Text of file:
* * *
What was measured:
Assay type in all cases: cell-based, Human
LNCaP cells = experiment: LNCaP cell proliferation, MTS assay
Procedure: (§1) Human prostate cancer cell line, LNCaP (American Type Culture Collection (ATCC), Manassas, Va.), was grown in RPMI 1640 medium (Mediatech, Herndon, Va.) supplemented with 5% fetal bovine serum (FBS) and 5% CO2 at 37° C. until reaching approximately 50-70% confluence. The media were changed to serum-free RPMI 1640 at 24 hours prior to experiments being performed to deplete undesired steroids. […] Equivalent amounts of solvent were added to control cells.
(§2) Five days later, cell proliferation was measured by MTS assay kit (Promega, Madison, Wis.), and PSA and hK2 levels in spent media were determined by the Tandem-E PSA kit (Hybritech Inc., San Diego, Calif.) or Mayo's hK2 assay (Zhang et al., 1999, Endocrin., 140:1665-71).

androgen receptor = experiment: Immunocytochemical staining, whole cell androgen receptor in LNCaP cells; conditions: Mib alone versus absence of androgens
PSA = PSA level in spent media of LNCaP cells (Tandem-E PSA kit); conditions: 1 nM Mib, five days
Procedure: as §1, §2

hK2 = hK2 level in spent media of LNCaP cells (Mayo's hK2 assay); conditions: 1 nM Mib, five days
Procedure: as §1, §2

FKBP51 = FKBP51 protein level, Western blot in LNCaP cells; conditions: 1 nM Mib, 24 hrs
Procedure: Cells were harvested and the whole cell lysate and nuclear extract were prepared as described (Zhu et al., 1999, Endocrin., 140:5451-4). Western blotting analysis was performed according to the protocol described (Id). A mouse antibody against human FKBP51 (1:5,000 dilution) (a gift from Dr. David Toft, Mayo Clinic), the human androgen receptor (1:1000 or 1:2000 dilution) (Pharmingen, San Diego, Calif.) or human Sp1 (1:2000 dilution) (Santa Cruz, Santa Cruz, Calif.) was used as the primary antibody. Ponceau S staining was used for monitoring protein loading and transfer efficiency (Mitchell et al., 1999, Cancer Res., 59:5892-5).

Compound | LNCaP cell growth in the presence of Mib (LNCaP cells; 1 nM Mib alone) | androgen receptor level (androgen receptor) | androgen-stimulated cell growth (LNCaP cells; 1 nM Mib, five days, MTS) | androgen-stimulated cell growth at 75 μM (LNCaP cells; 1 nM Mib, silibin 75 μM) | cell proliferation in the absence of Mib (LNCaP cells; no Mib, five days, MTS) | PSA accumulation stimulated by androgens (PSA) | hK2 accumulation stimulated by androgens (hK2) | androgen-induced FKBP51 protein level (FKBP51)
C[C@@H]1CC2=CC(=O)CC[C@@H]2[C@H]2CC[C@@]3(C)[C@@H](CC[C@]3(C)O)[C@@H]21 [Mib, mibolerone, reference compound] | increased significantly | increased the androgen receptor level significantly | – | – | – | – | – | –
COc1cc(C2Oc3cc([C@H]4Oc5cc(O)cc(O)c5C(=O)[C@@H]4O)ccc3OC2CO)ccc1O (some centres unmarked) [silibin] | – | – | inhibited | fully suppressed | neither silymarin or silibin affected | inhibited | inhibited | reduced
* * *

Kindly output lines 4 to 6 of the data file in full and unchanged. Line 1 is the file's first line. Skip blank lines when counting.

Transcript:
Procedure: (§1) Human prostate cancer cell line, LNCaP (American Type Culture Collection (ATCC), Manassas, Va.), was grown in RPMI 1640 medium (Mediatech, Herndon, Va.) supplemented with 5% fetal bovine serum (FBS) and 5% CO2 at 37° C. until reaching approximately 50-70% confluence. The media were changed to serum-free RPMI 1640 at 24 hours prior to experiments being performed to deplete undesired steroids. […] Equivalent amounts of solvent were added to control cells.
(§2) Five days later, cell proliferation was measured by MTS assay kit (Promega, Madison, Wis.), and PSA and hK2 levels in spent media were determined by the Tandem-E PSA kit (Hybritech Inc., San Diego, Calif.) or Mayo's hK2 assay (Zhang et al., 1999, Endocrin., 140:1665-71).

androgen receptor = experiment: Immunocytochemical staining, whole cell androgen receptor in LNCaP cells; conditions: Mib alone versus absence of androgens